I have been mulling over just how to document our trip to Sycamore. I want Aidan and Nadia to remember the terrific times we had with their cousins, how welcomed we felt by my sister and David and of course the wonderment of the sights we experienced at the Field Museum, the Shedd Aquarium and the Midwest Museum of Natural History but all I can think about is the food! Experience after experience was laced with the guttural memory of every bite.
The savory warmth of homemade beef stew piled on a puff of mashed potatoes built the homey atmosphere we came to know the entire time we visited. Andria is a stew-genius and a wonderful hostess.
Every family should relish in the goodness of Portillo's. I watched my loved ones scarf some serious hot dogs, if you can call them that. They are more like hot dog works of art. Unfortunately, I was relegated to chicken noodle soup as just two days prior I had horrendous, tear-inducing, panic-stricken gum surgery and needed to go gently into that good bite. The spunky atmosphere and movie-inspired decor sparked family conversation, which with Tony, David and Andria as company always proves to be a good time.
As we walked into Shedd Aquarium I was overwhelmed with the architectural beauty and while the diversity of life is cemented into my memory it is slightly overshadowed by the late and lazy lunch that followed. Our fancy, gadgetty GPS lead us on a brisk walk to the Firehouse of Chicago where I thought my tongue had died and gone to heaven. When people say roast beef melted in their mounth I always thought they were blowing smoke up my wahoozie, but I am here to tell you that the horseraddish slathered delicate slices of roast beef melted on my tongue, and that wasn't even my order! I savored the cheesy goodness that is French Onion Soup and Nadia had the cheesiest real macaroni and cheese I have ever laid eyes on.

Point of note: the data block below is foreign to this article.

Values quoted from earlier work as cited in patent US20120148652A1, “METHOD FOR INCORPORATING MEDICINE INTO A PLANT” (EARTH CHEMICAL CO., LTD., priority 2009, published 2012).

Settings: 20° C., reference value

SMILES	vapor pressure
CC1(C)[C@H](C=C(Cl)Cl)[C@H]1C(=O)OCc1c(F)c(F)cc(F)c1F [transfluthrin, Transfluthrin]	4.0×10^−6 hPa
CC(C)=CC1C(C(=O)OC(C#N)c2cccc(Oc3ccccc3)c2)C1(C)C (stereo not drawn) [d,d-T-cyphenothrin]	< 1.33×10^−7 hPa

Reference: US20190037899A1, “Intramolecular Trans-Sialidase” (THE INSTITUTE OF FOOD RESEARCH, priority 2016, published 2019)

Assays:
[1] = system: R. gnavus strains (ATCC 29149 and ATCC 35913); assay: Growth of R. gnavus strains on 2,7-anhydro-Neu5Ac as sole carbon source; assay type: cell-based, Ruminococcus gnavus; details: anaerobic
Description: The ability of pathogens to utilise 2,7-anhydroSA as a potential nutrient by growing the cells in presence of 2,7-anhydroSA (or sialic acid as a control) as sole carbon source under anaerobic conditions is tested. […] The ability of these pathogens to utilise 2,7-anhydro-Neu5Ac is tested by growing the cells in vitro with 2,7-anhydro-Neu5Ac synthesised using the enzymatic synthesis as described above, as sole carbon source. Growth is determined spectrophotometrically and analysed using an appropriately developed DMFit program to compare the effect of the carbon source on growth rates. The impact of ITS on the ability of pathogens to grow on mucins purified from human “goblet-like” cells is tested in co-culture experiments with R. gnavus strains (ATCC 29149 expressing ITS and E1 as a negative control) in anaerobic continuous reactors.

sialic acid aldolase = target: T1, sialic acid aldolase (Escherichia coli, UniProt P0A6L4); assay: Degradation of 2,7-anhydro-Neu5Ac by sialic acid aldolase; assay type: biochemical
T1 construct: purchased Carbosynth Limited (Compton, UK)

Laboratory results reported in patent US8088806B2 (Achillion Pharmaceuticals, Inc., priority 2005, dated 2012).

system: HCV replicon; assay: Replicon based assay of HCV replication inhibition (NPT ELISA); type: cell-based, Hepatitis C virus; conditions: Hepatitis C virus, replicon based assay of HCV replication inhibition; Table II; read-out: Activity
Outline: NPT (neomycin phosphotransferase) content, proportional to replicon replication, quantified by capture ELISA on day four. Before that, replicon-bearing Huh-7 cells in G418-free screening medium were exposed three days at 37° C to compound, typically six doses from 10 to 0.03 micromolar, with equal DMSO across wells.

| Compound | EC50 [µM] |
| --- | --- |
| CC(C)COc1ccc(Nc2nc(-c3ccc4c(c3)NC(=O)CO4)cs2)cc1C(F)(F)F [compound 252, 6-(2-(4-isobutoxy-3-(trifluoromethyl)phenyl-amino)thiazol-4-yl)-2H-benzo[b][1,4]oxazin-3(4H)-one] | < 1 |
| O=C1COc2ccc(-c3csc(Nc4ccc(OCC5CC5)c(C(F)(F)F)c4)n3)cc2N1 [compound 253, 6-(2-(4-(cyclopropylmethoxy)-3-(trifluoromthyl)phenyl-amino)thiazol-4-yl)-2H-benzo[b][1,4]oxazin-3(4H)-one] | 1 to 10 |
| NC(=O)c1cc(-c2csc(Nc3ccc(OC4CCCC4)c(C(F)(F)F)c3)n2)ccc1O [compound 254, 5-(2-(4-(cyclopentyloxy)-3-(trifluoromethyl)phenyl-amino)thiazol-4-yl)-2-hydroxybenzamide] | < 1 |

My stomach's memory moves from these delectable meals to what I can only describe as a fete of Greek delights. Ok, so that may not be the only way I could describe it, but it is the last of 22 attempts. Picture eight Greek-pristine, Field Museum weary, traffic law-bending family members gathered around a table awaiting delicious dishes that I can't begin to pronounce let alone spell and me, marveling at the petite half pint Diet Pepsi seated in front of me. There was warm, crusty bread with tzatziki dip and salmon dip, gyro, flaming cheese, Greek salad topped with smooth feta cheese and ripe red tomatoes, spinach pie, baked herb chicken, roasted potatoes, seasoned rice and leg of lamb (which my childhood memories of raising these stupid but adorable animals prevented me from eating...that and the fact that my sister repeatedly remarked that it tasted like a ram in rut). The meal was complete all on it own and then they brought the very best coffee that has ever passed these lips accompanied by the flakiest loveliness that is real baklava.
Our last day visiting my sister and her family included another walk, this time in the biting cold, to a candy shop reminiscent of the 1950's. Papa gave Tony the $20.00 handshake to treat his grand kids to the sugary-goodness. Each child filled their bags with their own stockpile of jellie bellies, chocolates and giant golden coins. Dealing with the sugar high was worth knowing that Papa would be smiling back home at his long-distance spoiling.
We came home with satiated bellies, happy hearts and anticipation for the Christmas holiday when we will see each other again.